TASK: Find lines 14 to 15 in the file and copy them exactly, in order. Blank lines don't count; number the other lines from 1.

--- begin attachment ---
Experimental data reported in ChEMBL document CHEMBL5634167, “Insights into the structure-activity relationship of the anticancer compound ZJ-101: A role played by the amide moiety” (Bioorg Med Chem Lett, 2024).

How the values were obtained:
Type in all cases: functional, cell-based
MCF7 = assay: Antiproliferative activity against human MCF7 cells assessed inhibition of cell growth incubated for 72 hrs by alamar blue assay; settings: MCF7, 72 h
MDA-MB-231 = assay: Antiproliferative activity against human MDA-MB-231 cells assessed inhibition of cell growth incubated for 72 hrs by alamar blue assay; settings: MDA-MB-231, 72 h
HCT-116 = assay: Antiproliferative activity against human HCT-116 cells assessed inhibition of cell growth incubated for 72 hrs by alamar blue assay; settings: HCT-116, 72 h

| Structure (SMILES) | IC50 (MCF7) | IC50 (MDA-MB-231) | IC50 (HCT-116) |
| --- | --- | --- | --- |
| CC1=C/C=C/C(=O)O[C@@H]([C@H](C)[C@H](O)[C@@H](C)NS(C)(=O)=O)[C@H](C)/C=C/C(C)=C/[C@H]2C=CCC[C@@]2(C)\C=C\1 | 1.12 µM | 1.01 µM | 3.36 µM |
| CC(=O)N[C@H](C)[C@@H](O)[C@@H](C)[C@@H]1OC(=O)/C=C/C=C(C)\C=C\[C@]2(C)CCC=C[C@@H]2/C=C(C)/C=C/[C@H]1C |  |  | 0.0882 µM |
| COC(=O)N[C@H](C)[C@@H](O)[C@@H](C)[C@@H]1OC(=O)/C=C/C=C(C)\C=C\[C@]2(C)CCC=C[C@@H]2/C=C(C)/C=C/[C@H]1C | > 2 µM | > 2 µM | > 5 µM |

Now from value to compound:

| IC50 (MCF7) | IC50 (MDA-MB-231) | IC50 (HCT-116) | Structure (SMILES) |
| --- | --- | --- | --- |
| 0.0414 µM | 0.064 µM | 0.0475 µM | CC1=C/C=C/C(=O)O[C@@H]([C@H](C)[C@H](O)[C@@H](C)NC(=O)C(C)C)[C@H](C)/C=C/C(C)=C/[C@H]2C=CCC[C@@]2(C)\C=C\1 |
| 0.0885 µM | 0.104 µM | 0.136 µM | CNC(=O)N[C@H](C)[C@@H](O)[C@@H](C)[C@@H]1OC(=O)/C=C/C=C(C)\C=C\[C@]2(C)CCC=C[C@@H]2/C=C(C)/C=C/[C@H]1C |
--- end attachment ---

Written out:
| --- | --- | --- | --- |
| 0.0414 µM | 0.064 µM | 0.0475 µM | CC1=C/C=C/C(=O)O[C@@H]([C@H](C)[C@H](O)[C@@H](C)NC(=O)C(C)C)[C@H](C)/C=C/C(C)=C/[C@H]2C=CCC[C@@]2(C)\C=C\1 |